I offered that instead, to buy time and create a safe distance, he might consider using bear spray.  Two-packs are currently available at our local Costco and there are several YouTube videos that can be viewed for education on the proper and safe use of bear spray.

He thought about it and stated, “I’m worried I would end up spraying my dog.”

“That’s a distinct possibility,” I replied.

The benefit in this situation, however, would be creating distance. Bear spray is used as a fog from a distance of 20 feet away.  It allows you to maintain that margin of safety no matter what type of calamitous critter you and your Free Range Dog might encounter while out in open country. If you pay attention to which way the wind is blowing, you should be able to avoid the fog you’ve created, giving you and your dog the time and opportunity to get away from the  danger.

Let’s be clear. We started out talking about pigs in the desert, but this information applies to anywhere you turn your dog loose to run.  You might encounter a moose, bear or lion in the North American mountain west. Or, these days, you might come upon a pack of urban coyotes in any large city in North America.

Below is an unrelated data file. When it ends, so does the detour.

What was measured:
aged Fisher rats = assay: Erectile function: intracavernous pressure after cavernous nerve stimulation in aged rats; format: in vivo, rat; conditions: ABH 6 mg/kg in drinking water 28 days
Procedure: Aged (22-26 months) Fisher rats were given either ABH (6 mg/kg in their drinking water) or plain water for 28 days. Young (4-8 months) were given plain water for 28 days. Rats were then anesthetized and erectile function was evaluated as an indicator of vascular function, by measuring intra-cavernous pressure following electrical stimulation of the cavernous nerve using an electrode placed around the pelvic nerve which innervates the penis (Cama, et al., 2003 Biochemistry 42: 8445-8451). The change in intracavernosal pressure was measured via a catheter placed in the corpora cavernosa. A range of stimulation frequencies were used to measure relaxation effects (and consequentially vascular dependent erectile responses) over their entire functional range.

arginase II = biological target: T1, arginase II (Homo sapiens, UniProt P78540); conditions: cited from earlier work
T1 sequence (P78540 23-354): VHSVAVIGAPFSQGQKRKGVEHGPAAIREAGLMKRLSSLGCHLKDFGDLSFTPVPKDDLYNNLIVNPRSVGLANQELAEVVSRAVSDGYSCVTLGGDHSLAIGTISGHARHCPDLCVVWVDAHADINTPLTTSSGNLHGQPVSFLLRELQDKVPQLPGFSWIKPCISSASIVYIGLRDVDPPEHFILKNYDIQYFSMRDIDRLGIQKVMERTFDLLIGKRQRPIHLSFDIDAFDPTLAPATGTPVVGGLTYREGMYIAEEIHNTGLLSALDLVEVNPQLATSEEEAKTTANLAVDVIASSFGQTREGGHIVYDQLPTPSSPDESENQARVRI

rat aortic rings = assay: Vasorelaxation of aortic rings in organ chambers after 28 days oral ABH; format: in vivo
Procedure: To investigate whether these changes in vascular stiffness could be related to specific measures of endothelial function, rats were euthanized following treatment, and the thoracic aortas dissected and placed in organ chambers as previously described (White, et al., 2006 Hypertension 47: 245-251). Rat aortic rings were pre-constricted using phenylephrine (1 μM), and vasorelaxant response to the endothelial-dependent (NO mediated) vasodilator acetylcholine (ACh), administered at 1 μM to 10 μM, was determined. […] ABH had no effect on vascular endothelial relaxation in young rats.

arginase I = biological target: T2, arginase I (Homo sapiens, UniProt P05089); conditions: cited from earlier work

During my time in the desert working as a quail hunting guide, I saw just about everything one might encounter.  I once had a yellow lab, Jackson, out working the grass upland along the line of a desert wash.  Unknowingly, he had ventured too close to a newborn calf hidden in the brush.  The calf’s mom suddenly appeared out of nowhere and head-butted Jackson with a full head-on broadside flat to the ground.  The cow was in the process of trying to crush him when the ground beneath the pair of them suddenly gave way.  Luckily, Jackson had been right on the edge of the shoulder where the grass bench fell into a sand wash.  When that mama cow pushed her weight into the ground, the ground gave way and he was able to escape. From that point on, Jackson gave every range cow he came across a wide berth.  With most dogs, after an initial exposure to a dangerous animal, they figure out they don’t want to be anywhere near it.  The tricky part, however, is to get them through their first exposure uninjured.